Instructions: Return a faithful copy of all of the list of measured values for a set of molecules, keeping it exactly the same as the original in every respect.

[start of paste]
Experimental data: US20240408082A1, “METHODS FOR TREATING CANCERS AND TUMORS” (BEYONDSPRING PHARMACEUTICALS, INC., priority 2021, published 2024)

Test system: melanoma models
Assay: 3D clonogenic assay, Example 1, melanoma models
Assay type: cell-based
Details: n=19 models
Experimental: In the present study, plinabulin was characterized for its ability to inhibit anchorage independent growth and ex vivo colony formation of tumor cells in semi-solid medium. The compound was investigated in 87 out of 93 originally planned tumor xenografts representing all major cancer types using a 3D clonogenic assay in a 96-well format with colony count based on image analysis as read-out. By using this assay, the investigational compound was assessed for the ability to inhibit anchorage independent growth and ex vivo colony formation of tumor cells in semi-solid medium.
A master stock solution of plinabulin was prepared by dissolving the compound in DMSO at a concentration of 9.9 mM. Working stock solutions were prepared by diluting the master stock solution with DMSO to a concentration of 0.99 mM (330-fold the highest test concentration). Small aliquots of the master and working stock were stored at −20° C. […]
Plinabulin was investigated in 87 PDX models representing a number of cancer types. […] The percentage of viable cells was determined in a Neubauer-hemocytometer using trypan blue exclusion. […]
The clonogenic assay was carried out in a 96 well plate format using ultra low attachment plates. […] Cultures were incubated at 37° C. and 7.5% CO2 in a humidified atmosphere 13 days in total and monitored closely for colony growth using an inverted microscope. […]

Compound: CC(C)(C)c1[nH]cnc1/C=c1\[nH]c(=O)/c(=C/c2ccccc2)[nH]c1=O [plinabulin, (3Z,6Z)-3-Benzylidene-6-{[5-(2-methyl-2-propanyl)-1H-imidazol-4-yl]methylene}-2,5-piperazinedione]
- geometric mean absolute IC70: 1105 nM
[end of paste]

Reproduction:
Experimental data: US20240408082A1, “METHODS FOR TREATING CANCERS AND TUMORS” (BEYONDSPRING PHARMACEUTICALS, INC., priority 2021, published 2024)

Test system: melanoma models
Assay: 3D clonogenic assay, Example 1, melanoma models
Assay type: cell-based
Details: n=19 models
Experimental: In the present study, plinabulin was characterized for its ability to inhibit anchorage independent growth and ex vivo colony formation of tumor cells in semi-solid medium. The compound was investigated in 87 out of 93 originally planned tumor xenografts representing all major cancer types using a 3D clonogenic assay in a 96-well format with colony count based on image analysis as read-out. By using this assay, the investigational compound was assessed for the ability to inhibit anchorage independent growth and ex vivo colony formation of tumor cells in semi-solid medium.
A master stock solution of plinabulin was prepared by dissolving the compound in DMSO at a concentration of 9.9 mM. Working stock solutions were prepared by diluting the master stock solution with DMSO to a concentration of 0.99 mM (330-fold the highest test concentration). Small aliquots of the master and working stock were stored at −20° C. […]
Plinabulin was investigated in 87 PDX models representing a number of cancer types. […] The percentage of viable cells was determined in a Neubauer-hemocytometer using trypan blue exclusion. […]
The clonogenic assay was carried out in a 96 well plate format using ultra low attachment plates. […] Cultures were incubated at 37° C. and 7.5% CO2 in a humidified atmosphere 13 days in total and monitored closely for colony growth using an inverted microscope. […]

Compound: CC(C)(C)c1[nH]cnc1/C=c1\[nH]c(=O)/c(=C/c2ccccc2)[nH]c1=O [plinabulin, (3Z,6Z)-3-Benzylidene-6-{[5-(2-methyl-2-propanyl)-1H-imidazol-4-yl]methylene}-2,5-piperazinedione]
- geometric mean absolute IC70: 1105 nM